Some of Watry’s largest customers design and build various medical devices, typically structural components of patient care equipment such as anesthesia machines, ventilators, EKG carts and other applications. The casting shown in the picture is the base of an anesthesia machine which houses the caster wheels and supports the weight of the unit, including large gas cylinders for certain applications, and, as such, must support substantial mechanical loads, while also meeting tough cosmetic requirements required of top-end medical equipment. Watry worked closely with its customer to assist in the design process for this part, as well as two other castings used on the same program, from concept through tooling and into production. Several other production processes were considered for making this part, including injection molded plastic, structural foam, plastic cowling over steel fabrication and several casting processes including sand cast, permanent mold and high pressure die cast. After investigation, mechanical strength concerns eliminated some of the plastic construction methods and a thorough cost analysis eliminated the fabrication options as being too expensive. Aluminum castings had a proven track record in similar applications, and a cost analysis was done to compare the various cast processes. Based on the combination of part cost and tooling cost (total cost of ownership) the result of all these studies was that permanent mold was selected as the best process for the application.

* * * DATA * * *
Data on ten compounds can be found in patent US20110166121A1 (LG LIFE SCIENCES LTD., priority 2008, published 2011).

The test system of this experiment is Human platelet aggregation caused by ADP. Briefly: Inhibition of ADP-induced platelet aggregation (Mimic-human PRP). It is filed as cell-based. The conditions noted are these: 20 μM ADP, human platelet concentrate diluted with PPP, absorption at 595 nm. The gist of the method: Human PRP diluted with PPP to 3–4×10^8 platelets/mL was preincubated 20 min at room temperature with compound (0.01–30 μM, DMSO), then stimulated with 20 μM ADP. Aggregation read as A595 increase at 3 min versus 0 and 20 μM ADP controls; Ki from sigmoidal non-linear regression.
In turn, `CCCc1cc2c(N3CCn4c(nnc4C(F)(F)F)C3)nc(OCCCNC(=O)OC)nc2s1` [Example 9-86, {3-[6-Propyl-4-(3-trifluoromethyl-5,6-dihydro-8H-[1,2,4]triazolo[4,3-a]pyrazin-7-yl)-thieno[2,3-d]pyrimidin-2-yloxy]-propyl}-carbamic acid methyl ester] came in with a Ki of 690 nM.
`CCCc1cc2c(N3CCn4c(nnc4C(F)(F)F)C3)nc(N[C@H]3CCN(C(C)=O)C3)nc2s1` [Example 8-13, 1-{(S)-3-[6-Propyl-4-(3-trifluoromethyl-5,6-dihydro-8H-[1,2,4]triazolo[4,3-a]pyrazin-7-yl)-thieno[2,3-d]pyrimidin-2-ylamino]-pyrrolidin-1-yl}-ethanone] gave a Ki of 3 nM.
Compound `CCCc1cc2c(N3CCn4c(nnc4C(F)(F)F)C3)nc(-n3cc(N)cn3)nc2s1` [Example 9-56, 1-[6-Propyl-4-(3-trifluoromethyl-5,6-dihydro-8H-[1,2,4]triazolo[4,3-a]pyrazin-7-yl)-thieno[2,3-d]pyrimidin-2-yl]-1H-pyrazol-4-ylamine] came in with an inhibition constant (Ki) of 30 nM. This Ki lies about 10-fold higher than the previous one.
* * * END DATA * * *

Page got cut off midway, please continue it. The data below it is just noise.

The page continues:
Subsequently, Watry’s engineers participated in technical reviews of the part with their customers’ engineering group, and used Magmasoft® solidification modeling software to analyze part and gating design as well as determine optimum process parameters. Magmasoft® analysis led to some design changes, which were incorporated into the part before mold build. The result of this joint engineering efforts was that Watry produced suitable castings, which were heat treated, machined and powder coated in-house. Watry is currently tooling a similar but larger part, using the lessons learned on this program to ensure cost-effective production of the follow-up program.
Watry Industries LLC
920-457-4886; www.watry.com